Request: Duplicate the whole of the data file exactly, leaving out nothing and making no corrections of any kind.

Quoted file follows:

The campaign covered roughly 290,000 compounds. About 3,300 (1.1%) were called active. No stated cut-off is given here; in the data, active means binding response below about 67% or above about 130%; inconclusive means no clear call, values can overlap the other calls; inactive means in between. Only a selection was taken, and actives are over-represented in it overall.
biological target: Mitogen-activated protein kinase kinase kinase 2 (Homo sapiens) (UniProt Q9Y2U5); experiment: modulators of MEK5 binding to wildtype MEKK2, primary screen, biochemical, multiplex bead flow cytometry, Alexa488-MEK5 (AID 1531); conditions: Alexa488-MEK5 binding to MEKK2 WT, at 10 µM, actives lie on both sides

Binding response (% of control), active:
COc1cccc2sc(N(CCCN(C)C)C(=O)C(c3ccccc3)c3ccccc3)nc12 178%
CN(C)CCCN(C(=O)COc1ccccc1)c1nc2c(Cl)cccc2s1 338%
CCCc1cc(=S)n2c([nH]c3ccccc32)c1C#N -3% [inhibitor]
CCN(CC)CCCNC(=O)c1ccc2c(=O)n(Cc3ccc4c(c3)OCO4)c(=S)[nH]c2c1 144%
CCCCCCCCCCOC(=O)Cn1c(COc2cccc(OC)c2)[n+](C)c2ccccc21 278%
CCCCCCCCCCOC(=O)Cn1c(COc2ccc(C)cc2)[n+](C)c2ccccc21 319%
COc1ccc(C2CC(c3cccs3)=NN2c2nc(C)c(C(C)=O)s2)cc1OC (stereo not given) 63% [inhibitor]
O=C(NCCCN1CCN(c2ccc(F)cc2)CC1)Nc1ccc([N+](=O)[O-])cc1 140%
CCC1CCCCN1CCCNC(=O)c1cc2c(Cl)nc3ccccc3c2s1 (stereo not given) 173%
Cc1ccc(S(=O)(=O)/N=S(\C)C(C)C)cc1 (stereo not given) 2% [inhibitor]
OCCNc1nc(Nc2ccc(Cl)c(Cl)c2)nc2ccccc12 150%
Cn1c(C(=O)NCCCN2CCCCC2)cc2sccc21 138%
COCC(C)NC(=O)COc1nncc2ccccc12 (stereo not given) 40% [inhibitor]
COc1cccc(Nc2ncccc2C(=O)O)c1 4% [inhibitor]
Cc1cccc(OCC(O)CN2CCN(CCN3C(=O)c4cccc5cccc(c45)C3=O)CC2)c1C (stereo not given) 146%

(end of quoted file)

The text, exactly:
The campaign covered roughly 290,000 compounds. About 3,300 (1.1%) were called active. No stated cut-off is given here; in the data, active means binding response below about 67% or above about 130%; inconclusive means no clear call, values can overlap the other calls; inactive means in between. Only a selection was taken, and actives are over-represented in it overall.
biological target: Mitogen-activated protein kinase kinase kinase 2 (Homo sapiens) (UniProt Q9Y2U5); experiment: modulators of MEK5 binding to wildtype MEKK2, primary screen, biochemical, multiplex bead flow cytometry, Alexa488-MEK5 (AID 1531); conditions: Alexa488-MEK5 binding to MEKK2 WT, at 10 µM, actives lie on both sides

Binding response (% of control), active:
COc1cccc2sc(N(CCCN(C)C)C(=O)C(c3ccccc3)c3ccccc3)nc12 178%
CN(C)CCCN(C(=O)COc1ccccc1)c1nc2c(Cl)cccc2s1 338%
CCCc1cc(=S)n2c([nH]c3ccccc32)c1C#N -3% [inhibitor]
CCN(CC)CCCNC(=O)c1ccc2c(=O)n(Cc3ccc4c(c3)OCO4)c(=S)[nH]c2c1 144%
CCCCCCCCCCOC(=O)Cn1c(COc2cccc(OC)c2)[n+](C)c2ccccc21 278%
CCCCCCCCCCOC(=O)Cn1c(COc2ccc(C)cc2)[n+](C)c2ccccc21 319%
COc1ccc(C2CC(c3cccs3)=NN2c2nc(C)c(C(C)=O)s2)cc1OC (stereo not given) 63% [inhibitor]
O=C(NCCCN1CCN(c2ccc(F)cc2)CC1)Nc1ccc([N+](=O)[O-])cc1 140%
CCC1CCCCN1CCCNC(=O)c1cc2c(Cl)nc3ccccc3c2s1 (stereo not given) 173%
Cc1ccc(S(=O)(=O)/N=S(\C)C(C)C)cc1 (stereo not given) 2% [inhibitor]
OCCNc1nc(Nc2ccc(Cl)c(Cl)c2)nc2ccccc12 150%
Cn1c(C(=O)NCCCN2CCCCC2)cc2sccc21 138%
COCC(C)NC(=O)COc1nncc2ccccc12 (stereo not given) 40% [inhibitor]
COc1cccc(Nc2ncccc2C(=O)O)c1 4% [inhibitor]
Cc1cccc(OCC(O)CN2CCN(CCN3C(=O)c4cccc5cccc(c45)C3=O)CC2)c1C (stereo not given) 146%